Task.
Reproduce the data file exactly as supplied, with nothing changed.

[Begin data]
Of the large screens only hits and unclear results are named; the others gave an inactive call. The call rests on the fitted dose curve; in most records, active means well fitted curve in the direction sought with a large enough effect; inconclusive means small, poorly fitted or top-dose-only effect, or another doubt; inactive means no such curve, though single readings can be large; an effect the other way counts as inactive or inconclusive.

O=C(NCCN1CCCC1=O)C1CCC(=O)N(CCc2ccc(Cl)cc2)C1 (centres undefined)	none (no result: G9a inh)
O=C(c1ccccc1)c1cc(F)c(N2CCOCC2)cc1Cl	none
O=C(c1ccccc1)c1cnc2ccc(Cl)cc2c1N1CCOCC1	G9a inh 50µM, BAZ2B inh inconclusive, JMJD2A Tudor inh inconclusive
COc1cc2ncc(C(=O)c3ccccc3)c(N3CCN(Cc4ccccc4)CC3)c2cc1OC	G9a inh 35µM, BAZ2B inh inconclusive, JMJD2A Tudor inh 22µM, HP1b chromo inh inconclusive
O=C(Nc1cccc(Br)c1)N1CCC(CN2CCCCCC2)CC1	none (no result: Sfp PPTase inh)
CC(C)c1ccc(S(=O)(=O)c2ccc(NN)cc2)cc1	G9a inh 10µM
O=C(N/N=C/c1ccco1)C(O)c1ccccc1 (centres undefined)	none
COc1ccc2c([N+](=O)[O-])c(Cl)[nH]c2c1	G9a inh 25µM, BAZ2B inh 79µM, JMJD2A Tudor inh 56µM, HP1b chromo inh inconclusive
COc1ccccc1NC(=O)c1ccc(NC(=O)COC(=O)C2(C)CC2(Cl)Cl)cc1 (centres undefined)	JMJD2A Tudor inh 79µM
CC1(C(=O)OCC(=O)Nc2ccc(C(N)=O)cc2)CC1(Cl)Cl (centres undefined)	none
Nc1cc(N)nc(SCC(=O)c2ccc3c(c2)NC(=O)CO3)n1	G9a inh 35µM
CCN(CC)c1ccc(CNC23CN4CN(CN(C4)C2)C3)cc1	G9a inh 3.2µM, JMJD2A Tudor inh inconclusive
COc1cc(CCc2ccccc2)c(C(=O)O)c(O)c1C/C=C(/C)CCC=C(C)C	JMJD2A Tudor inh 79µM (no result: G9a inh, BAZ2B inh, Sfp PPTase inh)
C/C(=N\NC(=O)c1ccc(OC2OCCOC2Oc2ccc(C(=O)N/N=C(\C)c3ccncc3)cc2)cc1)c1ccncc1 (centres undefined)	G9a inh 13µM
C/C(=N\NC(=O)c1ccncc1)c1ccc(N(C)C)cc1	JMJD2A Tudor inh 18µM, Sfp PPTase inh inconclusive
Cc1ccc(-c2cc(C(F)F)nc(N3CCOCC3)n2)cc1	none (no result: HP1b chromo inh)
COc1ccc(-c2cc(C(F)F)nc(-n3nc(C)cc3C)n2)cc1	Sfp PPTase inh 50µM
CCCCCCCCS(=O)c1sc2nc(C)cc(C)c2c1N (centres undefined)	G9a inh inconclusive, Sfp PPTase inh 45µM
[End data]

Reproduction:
Of the large screens only hits and unclear results are named; the others gave an inactive call. The call rests on the fitted dose curve; in most records, active means well fitted curve in the direction sought with a large enough effect; inconclusive means small, poorly fitted or top-dose-only effect, or another doubt; inactive means no such curve, though single readings can be large; an effect the other way counts as inactive or inconclusive.

O=C(NCCN1CCCC1=O)C1CCC(=O)N(CCc2ccc(Cl)cc2)C1 (centres undefined)	none (no result: G9a inh)
O=C(c1ccccc1)c1cc(F)c(N2CCOCC2)cc1Cl	none
O=C(c1ccccc1)c1cnc2ccc(Cl)cc2c1N1CCOCC1	G9a inh 50µM, BAZ2B inh inconclusive, JMJD2A Tudor inh inconclusive
COc1cc2ncc(C(=O)c3ccccc3)c(N3CCN(Cc4ccccc4)CC3)c2cc1OC	G9a inh 35µM, BAZ2B inh inconclusive, JMJD2A Tudor inh 22µM, HP1b chromo inh inconclusive
O=C(Nc1cccc(Br)c1)N1CCC(CN2CCCCCC2)CC1	none (no result: Sfp PPTase inh)
CC(C)c1ccc(S(=O)(=O)c2ccc(NN)cc2)cc1	G9a inh 10µM
O=C(N/N=C/c1ccco1)C(O)c1ccccc1 (centres undefined)	none
COc1ccc2c([N+](=O)[O-])c(Cl)[nH]c2c1	G9a inh 25µM, BAZ2B inh 79µM, JMJD2A Tudor inh 56µM, HP1b chromo inh inconclusive
COc1ccccc1NC(=O)c1ccc(NC(=O)COC(=O)C2(C)CC2(Cl)Cl)cc1 (centres undefined)	JMJD2A Tudor inh 79µM
CC1(C(=O)OCC(=O)Nc2ccc(C(N)=O)cc2)CC1(Cl)Cl (centres undefined)	none
Nc1cc(N)nc(SCC(=O)c2ccc3c(c2)NC(=O)CO3)n1	G9a inh 35µM
CCN(CC)c1ccc(CNC23CN4CN(CN(C4)C2)C3)cc1	G9a inh 3.2µM, JMJD2A Tudor inh inconclusive
COc1cc(CCc2ccccc2)c(C(=O)O)c(O)c1C/C=C(/C)CCC=C(C)C	JMJD2A Tudor inh 79µM (no result: G9a inh, BAZ2B inh, Sfp PPTase inh)
C/C(=N\NC(=O)c1ccc(OC2OCCOC2Oc2ccc(C(=O)N/N=C(\C)c3ccncc3)cc2)cc1)c1ccncc1 (centres undefined)	G9a inh 13µM
C/C(=N\NC(=O)c1ccncc1)c1ccc(N(C)C)cc1	JMJD2A Tudor inh 18µM, Sfp PPTase inh inconclusive
Cc1ccc(-c2cc(C(F)F)nc(N3CCOCC3)n2)cc1	none (no result: HP1b chromo inh)
COc1ccc(-c2cc(C(F)F)nc(-n3nc(C)cc3C)n2)cc1	Sfp PPTase inh 50µM
CCCCCCCCS(=O)c1sc2nc(C)cc(C)c2c1N (centres undefined)	G9a inh inconclusive, Sfp PPTase inh 45µM